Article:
Shining a bright light into the dark corners of the shadow-world of literary scams, schemes, and pitfalls. Also providing advice for writers, industry news, and commentary. Writer Beware® is sponsored by the Science Fiction and Fantasy Writers of America, Inc.

September 28, 2012

Class Action Lawsuit Against PublishAmerica Dismissed

Posted by Victoria Strauss for Writer Beware

On June 11 of this year, a class action lawsuit was filed against PublishAmerica by a Baltimore, MD law firm, in association with high-profile litigators Hagens Berman Sobol Shapiro.

Among other things, the complaint alleged that PA makes money off its authors while billing itself as a traditional publisher, requires authors to pay for "usual and customary marketing that any reputable publisher would do as a matter of course," offers "services that are not reasonably designed to promote book sales," and "duped" the three plaintiffs in the lawsuit with, among other things, "bogus services" and books "riddled with errors." The complaint sought "a declarative judgment that defendant's publishing contracts violate the Maryland Consumer Protection Act," including the MCPA's prohibition against deceptive trade practices.

PA, not surprisingly, filed a motion to dismiss for "failure to state a claim," arguing that the author-PA relationship is not protected under the MCPA:
The Court should dismiss the claims brought by Plaintiffs under the Maryland Consumer Protection Act (“CPA”) because Plaintiffs are not consumers; they have entered into a commercial enterprise with PA pursuant to which they split the proceeds from sales of their literary work made by PA. This profit sharing relationship is not a relationship that is protected by the (“CPA”). Plaintiffs’ declaratory judgment count should also be dismissed since the underlying CPA claim is defective.
Responses and counter-responses ensued. A hearing was held in August with arguments by counsel. On September 4, PA's motion to dismiss was granted by Judge Marvin J. Garbis--without prejudice, with the plaintiffs given the option of filing an amended complaint by the end of the month.

This past Wednesday, however, PA authors who'd sought to join the suit received a letter from Hagens Berman indicating that they did not intend to re-file.
In speaking and e-mailing with many of you what you wanted was out of your contract. That is also what we had hoped for when we filed this class action. We thought we had a good shot at this when we filed our first complaint. We claimed that Publish America’s representations about itself as a traditional publisher misled authors and led them to give away the publication rights to their books and that this violated the Maryland Consumer Protection Act. But the court concluded that the statute has a narrower scope and that the complaints we asserted against Publish America are not really consumer complaints, but more like business complaints.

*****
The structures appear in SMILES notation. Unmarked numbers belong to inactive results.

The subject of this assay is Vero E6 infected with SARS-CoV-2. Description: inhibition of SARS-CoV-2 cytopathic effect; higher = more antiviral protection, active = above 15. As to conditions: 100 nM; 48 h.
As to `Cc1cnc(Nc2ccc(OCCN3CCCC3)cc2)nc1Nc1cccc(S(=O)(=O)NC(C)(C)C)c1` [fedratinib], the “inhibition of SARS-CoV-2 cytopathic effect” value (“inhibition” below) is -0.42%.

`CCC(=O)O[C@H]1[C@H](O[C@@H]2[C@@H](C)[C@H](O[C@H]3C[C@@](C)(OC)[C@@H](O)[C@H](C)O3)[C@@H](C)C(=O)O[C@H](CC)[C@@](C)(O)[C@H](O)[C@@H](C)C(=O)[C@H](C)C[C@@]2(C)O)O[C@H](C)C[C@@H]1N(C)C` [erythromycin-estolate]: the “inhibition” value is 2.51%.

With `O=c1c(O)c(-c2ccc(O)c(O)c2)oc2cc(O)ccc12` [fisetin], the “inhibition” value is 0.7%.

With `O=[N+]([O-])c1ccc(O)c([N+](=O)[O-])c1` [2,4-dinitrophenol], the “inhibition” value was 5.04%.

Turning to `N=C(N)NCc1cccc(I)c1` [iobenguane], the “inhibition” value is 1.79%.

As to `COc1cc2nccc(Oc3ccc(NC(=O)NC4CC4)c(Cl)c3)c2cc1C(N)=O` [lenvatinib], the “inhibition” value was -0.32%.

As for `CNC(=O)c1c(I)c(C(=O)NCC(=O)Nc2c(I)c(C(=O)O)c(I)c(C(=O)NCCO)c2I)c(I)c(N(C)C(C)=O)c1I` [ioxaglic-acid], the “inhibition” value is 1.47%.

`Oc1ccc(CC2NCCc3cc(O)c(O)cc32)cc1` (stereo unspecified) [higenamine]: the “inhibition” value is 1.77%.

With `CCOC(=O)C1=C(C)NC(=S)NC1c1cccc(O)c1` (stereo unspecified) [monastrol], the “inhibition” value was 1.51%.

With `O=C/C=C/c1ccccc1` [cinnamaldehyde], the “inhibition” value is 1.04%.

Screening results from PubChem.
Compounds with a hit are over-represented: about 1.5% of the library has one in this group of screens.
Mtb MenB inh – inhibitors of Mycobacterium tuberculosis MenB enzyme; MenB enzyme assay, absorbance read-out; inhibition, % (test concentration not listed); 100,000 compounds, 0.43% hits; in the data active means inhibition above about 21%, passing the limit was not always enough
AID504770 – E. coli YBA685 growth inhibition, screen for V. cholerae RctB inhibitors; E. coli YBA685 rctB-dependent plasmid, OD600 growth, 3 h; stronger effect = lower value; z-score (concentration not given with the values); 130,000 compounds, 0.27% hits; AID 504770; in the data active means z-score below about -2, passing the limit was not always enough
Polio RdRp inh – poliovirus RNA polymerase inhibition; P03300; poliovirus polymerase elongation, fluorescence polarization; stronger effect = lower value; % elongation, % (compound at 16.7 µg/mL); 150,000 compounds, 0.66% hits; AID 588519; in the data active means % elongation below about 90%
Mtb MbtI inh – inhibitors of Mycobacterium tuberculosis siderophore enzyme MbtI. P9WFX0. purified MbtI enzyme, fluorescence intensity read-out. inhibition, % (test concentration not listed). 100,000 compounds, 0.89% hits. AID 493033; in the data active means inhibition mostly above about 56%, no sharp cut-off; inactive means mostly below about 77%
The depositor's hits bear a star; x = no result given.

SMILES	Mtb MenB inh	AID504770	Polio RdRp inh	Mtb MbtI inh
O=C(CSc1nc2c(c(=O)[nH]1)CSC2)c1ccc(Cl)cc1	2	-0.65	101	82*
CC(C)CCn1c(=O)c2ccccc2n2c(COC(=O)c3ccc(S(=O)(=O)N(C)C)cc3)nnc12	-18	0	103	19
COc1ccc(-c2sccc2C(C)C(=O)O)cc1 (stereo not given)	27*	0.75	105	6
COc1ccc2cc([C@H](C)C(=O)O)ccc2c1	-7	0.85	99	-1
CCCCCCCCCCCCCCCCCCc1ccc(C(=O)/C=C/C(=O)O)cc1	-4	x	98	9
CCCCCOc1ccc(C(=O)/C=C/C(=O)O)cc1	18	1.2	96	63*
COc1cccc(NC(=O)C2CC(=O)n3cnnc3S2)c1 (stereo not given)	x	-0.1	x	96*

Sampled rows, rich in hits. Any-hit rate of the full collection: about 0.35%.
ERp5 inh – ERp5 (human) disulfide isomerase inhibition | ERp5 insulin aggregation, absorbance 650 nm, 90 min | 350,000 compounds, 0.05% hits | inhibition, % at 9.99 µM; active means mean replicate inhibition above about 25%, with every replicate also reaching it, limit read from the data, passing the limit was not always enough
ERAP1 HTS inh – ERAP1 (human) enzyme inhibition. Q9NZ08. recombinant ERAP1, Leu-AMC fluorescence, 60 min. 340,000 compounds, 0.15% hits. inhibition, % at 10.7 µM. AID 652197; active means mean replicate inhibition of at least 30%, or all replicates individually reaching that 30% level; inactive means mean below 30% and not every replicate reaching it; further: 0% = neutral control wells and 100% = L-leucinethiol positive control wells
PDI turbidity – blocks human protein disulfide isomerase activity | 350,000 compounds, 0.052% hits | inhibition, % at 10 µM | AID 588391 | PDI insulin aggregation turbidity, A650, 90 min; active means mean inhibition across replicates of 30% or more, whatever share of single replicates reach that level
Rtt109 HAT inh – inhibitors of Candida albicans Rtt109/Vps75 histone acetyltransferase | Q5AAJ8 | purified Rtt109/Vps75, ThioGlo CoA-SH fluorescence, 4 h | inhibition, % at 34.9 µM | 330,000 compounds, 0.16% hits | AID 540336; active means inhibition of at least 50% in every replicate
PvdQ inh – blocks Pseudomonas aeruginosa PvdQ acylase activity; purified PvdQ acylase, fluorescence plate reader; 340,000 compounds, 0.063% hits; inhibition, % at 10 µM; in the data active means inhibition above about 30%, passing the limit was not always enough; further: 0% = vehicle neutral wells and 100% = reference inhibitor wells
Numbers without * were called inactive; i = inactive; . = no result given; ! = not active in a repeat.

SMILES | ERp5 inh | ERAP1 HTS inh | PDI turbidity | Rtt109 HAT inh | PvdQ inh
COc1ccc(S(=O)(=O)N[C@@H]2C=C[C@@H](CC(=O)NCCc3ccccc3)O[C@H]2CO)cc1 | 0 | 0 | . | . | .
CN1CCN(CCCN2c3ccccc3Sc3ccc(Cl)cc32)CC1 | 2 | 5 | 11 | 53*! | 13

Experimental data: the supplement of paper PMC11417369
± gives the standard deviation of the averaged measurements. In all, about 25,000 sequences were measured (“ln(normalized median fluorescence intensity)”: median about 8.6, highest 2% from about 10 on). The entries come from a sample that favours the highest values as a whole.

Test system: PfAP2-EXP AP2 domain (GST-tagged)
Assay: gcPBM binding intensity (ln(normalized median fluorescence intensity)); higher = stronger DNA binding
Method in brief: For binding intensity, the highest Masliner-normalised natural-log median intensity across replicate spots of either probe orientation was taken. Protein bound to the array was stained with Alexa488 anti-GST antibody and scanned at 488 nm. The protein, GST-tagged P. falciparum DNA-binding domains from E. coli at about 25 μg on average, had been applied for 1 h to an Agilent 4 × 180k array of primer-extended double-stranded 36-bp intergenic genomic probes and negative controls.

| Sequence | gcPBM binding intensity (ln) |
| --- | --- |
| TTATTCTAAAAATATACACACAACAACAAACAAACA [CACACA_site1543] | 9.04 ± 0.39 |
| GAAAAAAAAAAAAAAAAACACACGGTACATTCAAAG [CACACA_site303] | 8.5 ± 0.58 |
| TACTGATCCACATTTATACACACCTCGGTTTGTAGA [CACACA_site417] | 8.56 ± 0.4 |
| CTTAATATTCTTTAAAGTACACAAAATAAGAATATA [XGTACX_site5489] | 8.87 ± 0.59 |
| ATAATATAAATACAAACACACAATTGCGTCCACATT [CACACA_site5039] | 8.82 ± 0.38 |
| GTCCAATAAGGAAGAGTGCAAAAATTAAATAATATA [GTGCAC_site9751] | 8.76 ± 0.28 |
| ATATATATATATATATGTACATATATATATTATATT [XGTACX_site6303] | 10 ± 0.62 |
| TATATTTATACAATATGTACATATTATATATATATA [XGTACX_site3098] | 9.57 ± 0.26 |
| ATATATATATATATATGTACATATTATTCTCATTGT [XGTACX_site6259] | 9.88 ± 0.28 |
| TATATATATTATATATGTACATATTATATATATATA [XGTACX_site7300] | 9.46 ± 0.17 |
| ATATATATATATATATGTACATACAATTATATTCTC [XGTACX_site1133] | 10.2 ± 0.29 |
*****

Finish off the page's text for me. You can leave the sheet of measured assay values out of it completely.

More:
For long-time watchers of the PA saga, the "it's not a consumer matter, but a business matter" response may seem familiar. It's the reason cited by the Maryland Attorney General's Office for not taking action on authors' complaints (of which, we've been told by various sources, the AG's office has received a goodly number). For the Maryland AG, it's straightforward: the author-PA relationship isn't between a consumer and a business (the area the AG handles) but between a business and a business.

That's not Judge Garbis's position, however. The problem, in his opinion, is that the original complaint simply doesn't provide enough facts to determine whether it's a consumer matter or not.
For present purposes, it suffices to state that the Maryland Consumer Protection Act, Md. Code Ann., Com. Law § 13-101 et seq. (“MCPA”) provides relief with regard to deceptive trade practices relating to consumer goods and service....

The MCPA defines the term “consumer” to include “an actual or prospective purchaser . . . or recipient of . . . consumer services.” Id. § 13-101(c)(1). The term “consumer services” is defined as “services which are primarily for personal, household, family, or agricultural purposes.” Id. § 13-101(d). The Complaint does not clearly, if at all, enable the Court to determine the particular factual allegations upon which Plaintiffs base the contention that the claims in Count Two would be covered by the MCPA. Indeed, Plaintiffs do not specify which of the alleged deceptive trade practices are the subjects of the MCPA claims....

Each Plaintiff simply alleges his/her name, place of residence and that he/she contracted with PA to publish a book. Plaintiffs do not allege facts relating to their pertinent background and cannot – on the face of the pleading – be assumed to be seeking publication “primarily for personal,” as distinct from commercial, purposes.

Moreover, a particular good or service cannot be said, in the absence of a particular context, to be a consumer good or service. For example, a can of beans bought for home consumption would be a consumer good. However, the same can of beans bought by the owner of a restaurant for sale to customers may not be. Similarly, a house cleaning service for a resident homeowner would be a consumer service but the same service for the landlord owner of a rented house may not be.

Also, PA contends that at least some of the alleged “consumer services” are services that cannot plausibly be considered primarily for personal purposes, e.g., services relating to the sales, rather than literary aspects, of a book. The Court is not now addressing the question of whether any such services necessarily are non-consumer services. However, in an Amended Complaint, Plaintiffs should allege facts sufficient to present a plausible claim that the services in issue are consumer services.